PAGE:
25th Manga Division Excellence Award


Thi BUI[United States]


This is an autobiographical graphic novel by a Vietnamese-American author tracing her family history. The story begins in 2005 in New York City, where author BUI gives birth to her baby. The story progresses while switching between BUI’s current experience as a mother, and her parents’ childhood as they grow up in Vietnam, and depicts their escape from Vietnam to the U.S. The family history spans five generations, intertwined with the turbulent modern history of Vietnam, including World War II, the First Indochina War, and the Vietnam War. This is the author’s first graphic novel. After learning about her parents’ lives during her oral history research in graduate school, she learned from scratch how to draw graphic novels to write a memoir of her family. Along with the black ink lines, the vermilion watercolor portrays the continuous story of parents and offspring, sometimes becoming thick and bold to express blood and flames, and other times light and blurry to depict the heartwarming atmosphere around the house.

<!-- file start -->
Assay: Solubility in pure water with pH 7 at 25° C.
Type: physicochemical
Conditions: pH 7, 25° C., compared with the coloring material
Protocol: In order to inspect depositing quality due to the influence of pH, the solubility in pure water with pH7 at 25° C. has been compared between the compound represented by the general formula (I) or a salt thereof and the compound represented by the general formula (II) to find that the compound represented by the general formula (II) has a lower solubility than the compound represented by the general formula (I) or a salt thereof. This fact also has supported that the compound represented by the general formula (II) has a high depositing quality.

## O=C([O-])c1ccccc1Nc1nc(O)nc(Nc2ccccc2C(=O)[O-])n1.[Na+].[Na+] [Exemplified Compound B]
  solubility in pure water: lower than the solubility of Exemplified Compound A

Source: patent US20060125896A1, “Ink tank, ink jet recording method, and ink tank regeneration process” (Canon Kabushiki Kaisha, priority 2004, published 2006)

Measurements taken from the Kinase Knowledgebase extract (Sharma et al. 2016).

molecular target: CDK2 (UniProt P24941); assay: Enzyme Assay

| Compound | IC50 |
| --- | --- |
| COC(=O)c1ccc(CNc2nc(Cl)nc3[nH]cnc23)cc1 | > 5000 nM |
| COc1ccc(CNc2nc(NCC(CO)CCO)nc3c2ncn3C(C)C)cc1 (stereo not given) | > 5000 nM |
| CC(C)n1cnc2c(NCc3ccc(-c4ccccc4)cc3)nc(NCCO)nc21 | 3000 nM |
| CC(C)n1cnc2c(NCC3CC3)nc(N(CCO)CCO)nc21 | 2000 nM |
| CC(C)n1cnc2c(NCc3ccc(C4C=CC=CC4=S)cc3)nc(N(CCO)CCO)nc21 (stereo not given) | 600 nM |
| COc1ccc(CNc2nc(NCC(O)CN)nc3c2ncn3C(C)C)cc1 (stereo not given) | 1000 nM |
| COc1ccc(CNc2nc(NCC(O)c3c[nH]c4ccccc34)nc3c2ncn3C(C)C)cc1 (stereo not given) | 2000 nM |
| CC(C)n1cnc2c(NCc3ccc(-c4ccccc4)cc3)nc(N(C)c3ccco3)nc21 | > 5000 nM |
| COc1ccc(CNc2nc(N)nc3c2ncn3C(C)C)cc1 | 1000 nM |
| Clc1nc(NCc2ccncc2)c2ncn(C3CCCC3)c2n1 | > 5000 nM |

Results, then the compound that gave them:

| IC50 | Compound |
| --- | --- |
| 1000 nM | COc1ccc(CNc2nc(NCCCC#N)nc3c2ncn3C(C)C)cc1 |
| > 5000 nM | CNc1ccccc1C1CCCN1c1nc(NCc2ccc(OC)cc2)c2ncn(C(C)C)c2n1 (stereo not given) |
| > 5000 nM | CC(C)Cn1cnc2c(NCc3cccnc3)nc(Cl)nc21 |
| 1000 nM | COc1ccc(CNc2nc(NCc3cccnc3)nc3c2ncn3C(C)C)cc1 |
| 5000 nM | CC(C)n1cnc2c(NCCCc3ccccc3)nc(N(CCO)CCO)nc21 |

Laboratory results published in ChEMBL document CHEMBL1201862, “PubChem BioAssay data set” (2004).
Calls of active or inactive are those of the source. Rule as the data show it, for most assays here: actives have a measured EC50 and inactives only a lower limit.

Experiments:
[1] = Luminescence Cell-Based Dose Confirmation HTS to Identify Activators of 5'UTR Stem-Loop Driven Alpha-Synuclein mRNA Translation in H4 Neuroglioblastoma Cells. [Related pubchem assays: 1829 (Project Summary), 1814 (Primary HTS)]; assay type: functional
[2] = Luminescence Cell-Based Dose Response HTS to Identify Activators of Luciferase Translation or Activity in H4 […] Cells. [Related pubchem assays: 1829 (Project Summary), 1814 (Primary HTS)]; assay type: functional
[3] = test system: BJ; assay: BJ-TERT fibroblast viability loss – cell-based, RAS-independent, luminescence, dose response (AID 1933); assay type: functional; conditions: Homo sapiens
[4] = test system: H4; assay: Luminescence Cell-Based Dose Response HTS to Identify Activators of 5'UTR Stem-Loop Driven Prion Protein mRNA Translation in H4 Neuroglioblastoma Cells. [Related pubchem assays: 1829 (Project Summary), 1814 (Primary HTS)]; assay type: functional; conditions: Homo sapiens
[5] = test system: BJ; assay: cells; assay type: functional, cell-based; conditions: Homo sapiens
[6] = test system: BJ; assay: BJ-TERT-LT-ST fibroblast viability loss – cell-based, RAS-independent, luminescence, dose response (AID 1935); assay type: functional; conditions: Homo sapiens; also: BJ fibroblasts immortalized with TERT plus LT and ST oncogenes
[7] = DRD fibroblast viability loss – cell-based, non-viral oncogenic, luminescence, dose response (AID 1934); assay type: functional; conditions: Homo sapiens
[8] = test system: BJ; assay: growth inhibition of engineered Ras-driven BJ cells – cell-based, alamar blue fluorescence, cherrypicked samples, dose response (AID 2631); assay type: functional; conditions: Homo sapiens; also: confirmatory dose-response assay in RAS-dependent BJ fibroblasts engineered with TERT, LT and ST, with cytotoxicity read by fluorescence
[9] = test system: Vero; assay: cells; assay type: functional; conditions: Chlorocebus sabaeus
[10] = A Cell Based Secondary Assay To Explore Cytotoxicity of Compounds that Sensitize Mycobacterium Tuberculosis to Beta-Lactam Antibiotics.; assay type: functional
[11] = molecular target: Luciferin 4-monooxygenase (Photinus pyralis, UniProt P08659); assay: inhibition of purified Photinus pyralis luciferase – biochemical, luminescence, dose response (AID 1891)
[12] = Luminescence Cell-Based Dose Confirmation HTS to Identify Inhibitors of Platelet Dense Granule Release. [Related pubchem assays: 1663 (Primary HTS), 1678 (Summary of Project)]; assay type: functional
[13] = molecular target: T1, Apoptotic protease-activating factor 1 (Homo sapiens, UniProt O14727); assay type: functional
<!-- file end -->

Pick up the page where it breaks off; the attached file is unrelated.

Reason for Award

This work is drawn as a family memoir but turned out to be something more than a mere oral history and a “memoir,” rather a full-length artistic work. The story grew together with the author’s newborn son, and took ten years to complete. Its depiction of trauma being passed down to the next generation is very delicate and clever. The work drawn in pale watercolor has a nostalgic but somewhat sad air. Among the documentaries and journalistic works that are often found in bookstores lately, this work stands out because it employs a woman’s perspective on giving birth and the fear of losing a vulnerable life. Death and life are two sides of the same coin, and the author’s life overlaps with that of her mother from the moment when she gives birth. Through each other’s different perspectives, the recurring elements enhance the story. Incidents experienced by the family in the past seem to spiritually influence the present. I would like to recommend this work to many readers. (Jessica BAUWENS-SUGIMOTO)